In 2014, the club celebrated a major milestone of 50 years by gifting $1.3M to the Citizens of Calgary, as part of it’s history and heritage of “Serving the Communities Greatest Need”. It occasion was capped off with a gala event that saw Kinsmen and Kinettes from far and wide, recent and past, gather together to tell reminisce of days gone by and to imagine days to come.
2014 also saw the club and it’s president, Sean Libin, receive the Outstanding Club Award from Kin Canada.
After 12 years of enjoying the camaraderie in the annual Ride for a Lifetime in support of Kids Cancer Care, the Stampede City Kinsmen couldn’t let it just fade into the sunset. So in 2015, the club took the lead role in planning and executing the event with high hopes of raising more funds for Kids Cancer Care, a cause near and dear to the club and those riders who supported the event every year.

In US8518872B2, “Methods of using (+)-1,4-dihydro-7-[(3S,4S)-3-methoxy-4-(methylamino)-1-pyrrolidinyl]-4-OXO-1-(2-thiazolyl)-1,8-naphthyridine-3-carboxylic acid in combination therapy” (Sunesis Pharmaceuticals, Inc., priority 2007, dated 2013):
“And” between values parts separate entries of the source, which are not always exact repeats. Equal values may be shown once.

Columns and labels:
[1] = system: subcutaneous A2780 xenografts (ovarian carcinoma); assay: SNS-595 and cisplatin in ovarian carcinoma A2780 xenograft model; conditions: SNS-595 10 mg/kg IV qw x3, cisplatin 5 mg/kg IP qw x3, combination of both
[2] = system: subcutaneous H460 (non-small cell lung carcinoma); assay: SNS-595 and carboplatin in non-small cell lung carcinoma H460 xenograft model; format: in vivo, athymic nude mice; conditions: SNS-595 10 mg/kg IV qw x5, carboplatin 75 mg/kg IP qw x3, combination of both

At 2015 National Convention in Brandon, Manitoba, District 4 received the Outstanding District Award thanks to the Young Gunz team lead by Stampede City Kinsmen Life Member and 2014/15 Kinsmen District Governor Al Martin, together with Kinette Governor Cathleen Cooper-Martin.
In 2016, the club has 32 members and continues to grow. Kin Dean Faithful is District 4 Governor, Rick Kuzyk is District Membership Director, Mick Moore is Zone E Deputy Governor, and Rob MacCannell is Kinsmen Vice Governor. Stampede City Kinette Terri MacCannell is elected National Vice President. Despite the economic downturn, the support for the Kinsmen Ride for a Lifetime was strong which meant a lot for the Kids Cancer Care Foundation. The Kinsmen Lotto in support of the Alberta Children’s Hospital, while down from previous years, still showed strong community support.